After wanting to see it for a while, I finally went to see “Avatar” last night. I even managed to get to see the 3D version, which made it the first “Real3D” film I’ve seen.
In all honesty, I wasn’t expecting much from the film – most of the reviews I’d seen made far more of the technology and so on in the film than of the film itself – but I was pleasantly surprised. Sure, it’s a bit too long, could do with losing about 20 minutes of trite shite, and has some deeply vile sickly-sweet bits for American audiences, but overall it’s pretty damn good.
In fact probably my biggest bugbear with it was the name of the wondrous material that was being mined on Pandora – “Unobtainium”. I mean, please. It’s not unobtainable – it’s fucking difficult to get, fine. Call it “fuckingdifficultium” or something. But “Unobtanium”? Sheesh – just make up something new, don’t try for sounding cool – and miss it by a mile. I do realise there’s a cultural history for calling things Unobtainium – but for a film that’s trying to be fresh and new, it just seems to be something that harks back to the 50s/60s, an in-joke that’s just not very funny.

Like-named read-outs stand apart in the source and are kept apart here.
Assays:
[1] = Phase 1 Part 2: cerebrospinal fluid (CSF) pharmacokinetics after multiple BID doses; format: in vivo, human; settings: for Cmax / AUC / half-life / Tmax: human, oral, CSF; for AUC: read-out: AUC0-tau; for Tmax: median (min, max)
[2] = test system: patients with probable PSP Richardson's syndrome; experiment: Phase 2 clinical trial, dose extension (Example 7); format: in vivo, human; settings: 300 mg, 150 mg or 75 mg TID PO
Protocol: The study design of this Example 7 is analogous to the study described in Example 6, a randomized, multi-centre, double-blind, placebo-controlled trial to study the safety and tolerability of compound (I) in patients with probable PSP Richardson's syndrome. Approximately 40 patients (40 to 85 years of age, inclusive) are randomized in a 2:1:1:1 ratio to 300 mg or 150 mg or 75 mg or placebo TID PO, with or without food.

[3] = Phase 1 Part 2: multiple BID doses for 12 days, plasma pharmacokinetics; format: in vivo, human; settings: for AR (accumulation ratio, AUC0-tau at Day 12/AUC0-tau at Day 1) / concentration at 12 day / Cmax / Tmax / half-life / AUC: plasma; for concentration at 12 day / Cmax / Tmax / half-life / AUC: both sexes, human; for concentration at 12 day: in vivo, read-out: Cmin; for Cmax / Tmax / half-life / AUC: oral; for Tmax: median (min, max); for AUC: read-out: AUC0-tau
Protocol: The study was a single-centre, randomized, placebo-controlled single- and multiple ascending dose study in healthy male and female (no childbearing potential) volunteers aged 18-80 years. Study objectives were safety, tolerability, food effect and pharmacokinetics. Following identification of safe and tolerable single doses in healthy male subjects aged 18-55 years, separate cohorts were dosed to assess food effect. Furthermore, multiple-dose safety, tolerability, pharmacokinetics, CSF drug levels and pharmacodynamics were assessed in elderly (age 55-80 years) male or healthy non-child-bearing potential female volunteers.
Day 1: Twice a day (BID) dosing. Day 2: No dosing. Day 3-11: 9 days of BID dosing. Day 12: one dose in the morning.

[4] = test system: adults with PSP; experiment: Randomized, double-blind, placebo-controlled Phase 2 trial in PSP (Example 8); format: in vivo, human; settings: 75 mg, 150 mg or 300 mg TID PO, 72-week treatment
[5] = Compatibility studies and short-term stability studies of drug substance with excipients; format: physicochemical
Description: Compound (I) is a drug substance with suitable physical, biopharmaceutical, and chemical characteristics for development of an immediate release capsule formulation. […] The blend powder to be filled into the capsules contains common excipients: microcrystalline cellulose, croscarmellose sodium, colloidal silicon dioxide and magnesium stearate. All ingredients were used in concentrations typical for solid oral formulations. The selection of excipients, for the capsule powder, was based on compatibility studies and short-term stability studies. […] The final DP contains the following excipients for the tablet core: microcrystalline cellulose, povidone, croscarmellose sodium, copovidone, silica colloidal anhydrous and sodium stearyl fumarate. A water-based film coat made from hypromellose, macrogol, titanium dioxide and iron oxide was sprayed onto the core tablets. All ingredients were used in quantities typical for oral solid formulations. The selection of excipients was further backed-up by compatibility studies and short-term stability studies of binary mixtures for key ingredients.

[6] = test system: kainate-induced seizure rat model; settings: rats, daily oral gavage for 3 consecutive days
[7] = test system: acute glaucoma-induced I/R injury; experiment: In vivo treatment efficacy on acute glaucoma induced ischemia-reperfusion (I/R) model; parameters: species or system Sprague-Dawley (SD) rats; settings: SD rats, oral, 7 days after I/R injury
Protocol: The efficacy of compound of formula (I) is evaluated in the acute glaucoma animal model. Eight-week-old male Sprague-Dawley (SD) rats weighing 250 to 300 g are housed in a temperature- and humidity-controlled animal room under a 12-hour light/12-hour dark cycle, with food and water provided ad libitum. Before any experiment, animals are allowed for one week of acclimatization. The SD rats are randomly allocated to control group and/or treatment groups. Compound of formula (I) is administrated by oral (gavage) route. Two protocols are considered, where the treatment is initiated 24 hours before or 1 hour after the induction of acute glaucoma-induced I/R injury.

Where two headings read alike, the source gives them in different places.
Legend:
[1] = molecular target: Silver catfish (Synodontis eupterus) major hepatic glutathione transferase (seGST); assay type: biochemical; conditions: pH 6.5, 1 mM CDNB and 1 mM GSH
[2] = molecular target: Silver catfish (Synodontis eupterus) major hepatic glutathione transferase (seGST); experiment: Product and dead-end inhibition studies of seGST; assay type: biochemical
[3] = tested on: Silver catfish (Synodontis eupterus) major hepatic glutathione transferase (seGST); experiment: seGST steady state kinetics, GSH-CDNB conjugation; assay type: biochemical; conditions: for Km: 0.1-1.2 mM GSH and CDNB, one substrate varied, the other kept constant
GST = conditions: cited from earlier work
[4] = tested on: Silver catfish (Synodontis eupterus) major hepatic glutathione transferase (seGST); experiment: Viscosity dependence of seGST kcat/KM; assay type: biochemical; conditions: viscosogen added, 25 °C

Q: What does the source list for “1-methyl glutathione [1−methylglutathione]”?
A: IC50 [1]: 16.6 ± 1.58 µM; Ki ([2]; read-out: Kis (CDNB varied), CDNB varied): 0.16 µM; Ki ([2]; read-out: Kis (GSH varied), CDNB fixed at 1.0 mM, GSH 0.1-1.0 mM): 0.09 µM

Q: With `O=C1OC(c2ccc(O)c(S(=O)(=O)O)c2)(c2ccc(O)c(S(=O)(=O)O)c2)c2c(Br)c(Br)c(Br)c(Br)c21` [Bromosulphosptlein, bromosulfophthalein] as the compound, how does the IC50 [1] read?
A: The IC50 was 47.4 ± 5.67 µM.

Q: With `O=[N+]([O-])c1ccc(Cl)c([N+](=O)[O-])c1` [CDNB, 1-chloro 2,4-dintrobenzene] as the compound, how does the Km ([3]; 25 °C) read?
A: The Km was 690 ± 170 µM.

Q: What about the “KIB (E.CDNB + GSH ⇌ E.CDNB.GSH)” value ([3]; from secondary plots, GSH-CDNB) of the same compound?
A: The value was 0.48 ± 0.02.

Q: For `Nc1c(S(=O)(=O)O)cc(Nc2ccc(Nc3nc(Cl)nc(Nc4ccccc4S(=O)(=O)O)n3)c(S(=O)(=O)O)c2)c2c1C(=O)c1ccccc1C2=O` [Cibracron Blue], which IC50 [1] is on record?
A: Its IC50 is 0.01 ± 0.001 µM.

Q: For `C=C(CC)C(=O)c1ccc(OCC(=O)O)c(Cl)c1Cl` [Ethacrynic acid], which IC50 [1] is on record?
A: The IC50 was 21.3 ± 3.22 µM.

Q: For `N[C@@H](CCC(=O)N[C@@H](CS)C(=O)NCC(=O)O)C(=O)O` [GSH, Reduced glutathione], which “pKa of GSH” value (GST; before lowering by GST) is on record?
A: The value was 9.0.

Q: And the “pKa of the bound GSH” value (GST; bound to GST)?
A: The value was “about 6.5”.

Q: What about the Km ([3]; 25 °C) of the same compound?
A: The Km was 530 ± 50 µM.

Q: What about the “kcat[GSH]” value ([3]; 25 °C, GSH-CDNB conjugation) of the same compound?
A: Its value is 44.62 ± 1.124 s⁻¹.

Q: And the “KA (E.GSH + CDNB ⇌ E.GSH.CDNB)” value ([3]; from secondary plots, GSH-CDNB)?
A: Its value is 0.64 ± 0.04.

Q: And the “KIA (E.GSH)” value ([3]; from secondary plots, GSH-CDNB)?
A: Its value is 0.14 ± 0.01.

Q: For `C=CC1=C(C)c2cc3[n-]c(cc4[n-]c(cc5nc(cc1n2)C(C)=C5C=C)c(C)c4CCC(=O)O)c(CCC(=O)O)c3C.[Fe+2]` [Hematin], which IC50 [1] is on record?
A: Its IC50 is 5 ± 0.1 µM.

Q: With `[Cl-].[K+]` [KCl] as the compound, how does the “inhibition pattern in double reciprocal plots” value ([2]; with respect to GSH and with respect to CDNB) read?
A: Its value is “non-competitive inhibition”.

So yes, there’s little bits that irritate – and the occasional bit of “Look! It’s 3D!” that grates – but in general it’s actually a pretty good film.
The director, James Cameron, has brought in a number of his standard themes – particularly Evil Big Company going ahead with plans at the expense of other less capitalistic influences (survival, global dynamics etc. etc.) – which makes it quite interesting in the current situation with global warming etc., and the awareness of “Going Green”, which is itself quite a major theme of the film.
As for the effects, and the way it’s filmed, I think it probably is one of the more radical developments in film/cinema history – I found myself thinking back to it, wondering how some of the stuff was done at all. In that context, it’s remarkable – in a similar way to when “The Matrix” came out, with effects no-one had really seen before. Avatar’s the same – it’s not quite “the next thing from colour”, but it’s pretty remarkable all the same.
All told, it’s a good film. Not a great one- although that’s really what it aspires to be – but pretty good all the same.